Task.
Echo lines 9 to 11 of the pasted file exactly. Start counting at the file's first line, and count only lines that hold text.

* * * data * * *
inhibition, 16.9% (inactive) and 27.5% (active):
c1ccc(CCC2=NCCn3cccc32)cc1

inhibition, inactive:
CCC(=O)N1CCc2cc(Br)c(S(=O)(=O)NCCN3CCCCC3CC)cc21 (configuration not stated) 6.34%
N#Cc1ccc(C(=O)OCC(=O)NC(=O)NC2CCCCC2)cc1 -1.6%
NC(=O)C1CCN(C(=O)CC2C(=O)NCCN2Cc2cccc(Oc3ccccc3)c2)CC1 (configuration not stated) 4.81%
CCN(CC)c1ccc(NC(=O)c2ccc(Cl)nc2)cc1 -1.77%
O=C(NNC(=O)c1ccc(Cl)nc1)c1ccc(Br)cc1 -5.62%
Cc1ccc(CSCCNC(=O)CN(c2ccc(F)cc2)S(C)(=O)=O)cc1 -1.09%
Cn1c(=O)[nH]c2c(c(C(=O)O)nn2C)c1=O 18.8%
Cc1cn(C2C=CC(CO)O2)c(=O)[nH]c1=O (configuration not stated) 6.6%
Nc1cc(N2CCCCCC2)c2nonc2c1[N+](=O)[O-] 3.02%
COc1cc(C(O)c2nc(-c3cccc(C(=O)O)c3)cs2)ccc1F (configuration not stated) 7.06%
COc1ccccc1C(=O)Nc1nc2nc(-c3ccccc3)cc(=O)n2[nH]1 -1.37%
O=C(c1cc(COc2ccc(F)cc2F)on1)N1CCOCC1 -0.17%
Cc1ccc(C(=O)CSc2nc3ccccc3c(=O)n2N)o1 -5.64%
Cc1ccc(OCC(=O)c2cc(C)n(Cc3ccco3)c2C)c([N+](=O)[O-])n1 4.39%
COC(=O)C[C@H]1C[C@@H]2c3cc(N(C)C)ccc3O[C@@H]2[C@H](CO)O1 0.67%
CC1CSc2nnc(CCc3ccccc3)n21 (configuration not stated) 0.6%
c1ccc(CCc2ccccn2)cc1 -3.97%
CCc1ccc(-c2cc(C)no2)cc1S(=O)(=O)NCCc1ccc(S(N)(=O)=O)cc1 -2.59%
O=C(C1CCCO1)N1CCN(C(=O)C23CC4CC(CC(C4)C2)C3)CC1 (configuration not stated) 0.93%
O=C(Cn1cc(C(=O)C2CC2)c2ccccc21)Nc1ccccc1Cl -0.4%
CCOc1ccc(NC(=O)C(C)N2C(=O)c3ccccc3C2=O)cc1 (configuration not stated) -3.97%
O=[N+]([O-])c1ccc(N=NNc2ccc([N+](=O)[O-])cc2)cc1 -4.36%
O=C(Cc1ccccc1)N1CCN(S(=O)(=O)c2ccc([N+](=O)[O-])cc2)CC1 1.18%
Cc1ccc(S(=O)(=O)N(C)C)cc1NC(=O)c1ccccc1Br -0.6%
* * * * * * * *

Cc1ccc(CSCCNC(=O)CN(c2ccc(F)cc2)S(C)(=O)=O)cc1 -1.09%
Cn1c(=O)[nH]c2c(c(C(=O)O)nn2C)c1=O 18.8%
Cc1cn(C2C=CC(CO)O2)c(=O)[nH]c1=O (configuration not stated) 6.6%